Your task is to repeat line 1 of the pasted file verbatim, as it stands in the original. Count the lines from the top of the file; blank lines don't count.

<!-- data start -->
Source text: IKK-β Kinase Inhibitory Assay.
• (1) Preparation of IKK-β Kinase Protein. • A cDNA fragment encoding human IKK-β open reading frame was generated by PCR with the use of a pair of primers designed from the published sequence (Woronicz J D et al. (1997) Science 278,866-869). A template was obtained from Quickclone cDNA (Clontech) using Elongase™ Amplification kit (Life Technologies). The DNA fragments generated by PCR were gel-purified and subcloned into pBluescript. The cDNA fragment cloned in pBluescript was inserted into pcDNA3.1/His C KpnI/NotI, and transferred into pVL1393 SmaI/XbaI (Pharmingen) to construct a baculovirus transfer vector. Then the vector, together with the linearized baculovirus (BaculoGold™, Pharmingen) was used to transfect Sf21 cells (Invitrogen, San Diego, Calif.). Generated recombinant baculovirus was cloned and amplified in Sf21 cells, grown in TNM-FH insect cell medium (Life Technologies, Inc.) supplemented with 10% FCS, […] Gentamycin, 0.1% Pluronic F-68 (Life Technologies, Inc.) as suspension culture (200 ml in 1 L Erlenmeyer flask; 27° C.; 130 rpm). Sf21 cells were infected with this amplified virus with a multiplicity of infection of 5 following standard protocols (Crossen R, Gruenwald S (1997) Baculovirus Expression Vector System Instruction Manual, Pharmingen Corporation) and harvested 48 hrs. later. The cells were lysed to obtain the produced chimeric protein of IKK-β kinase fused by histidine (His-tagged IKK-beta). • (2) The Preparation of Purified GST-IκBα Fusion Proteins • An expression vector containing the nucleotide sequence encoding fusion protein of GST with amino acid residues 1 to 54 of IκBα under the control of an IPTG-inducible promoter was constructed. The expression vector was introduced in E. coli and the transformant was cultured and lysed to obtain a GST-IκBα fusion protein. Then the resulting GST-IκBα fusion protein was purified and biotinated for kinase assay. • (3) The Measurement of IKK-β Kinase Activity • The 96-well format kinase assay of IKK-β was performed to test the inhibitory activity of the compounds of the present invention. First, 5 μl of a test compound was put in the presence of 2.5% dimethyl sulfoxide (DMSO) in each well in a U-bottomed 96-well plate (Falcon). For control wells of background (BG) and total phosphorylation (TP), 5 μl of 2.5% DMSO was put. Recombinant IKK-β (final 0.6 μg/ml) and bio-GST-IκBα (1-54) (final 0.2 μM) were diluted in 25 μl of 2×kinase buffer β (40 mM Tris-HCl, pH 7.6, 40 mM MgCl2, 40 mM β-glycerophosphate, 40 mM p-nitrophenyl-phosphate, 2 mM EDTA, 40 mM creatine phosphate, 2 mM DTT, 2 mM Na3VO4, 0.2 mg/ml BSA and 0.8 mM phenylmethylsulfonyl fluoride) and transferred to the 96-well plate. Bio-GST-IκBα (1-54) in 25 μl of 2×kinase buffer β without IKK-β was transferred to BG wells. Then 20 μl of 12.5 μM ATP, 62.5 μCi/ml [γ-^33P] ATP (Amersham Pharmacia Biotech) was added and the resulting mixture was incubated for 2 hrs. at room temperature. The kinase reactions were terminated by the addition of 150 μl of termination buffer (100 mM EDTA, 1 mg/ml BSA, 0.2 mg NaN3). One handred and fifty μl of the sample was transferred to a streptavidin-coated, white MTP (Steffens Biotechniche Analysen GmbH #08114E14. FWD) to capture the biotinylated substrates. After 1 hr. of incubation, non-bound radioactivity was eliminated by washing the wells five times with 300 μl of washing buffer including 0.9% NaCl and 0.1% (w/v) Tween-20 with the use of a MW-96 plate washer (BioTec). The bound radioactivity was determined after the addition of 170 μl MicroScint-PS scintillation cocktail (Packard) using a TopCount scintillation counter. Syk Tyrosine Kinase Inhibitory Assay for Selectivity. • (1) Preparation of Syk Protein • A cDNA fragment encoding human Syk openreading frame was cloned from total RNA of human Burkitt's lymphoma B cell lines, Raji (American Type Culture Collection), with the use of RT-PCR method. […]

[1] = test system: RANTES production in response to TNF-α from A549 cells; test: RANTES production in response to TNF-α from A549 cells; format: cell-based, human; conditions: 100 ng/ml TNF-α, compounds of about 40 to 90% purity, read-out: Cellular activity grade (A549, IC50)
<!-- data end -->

Source text: IKK-β Kinase Inhibitory Assay.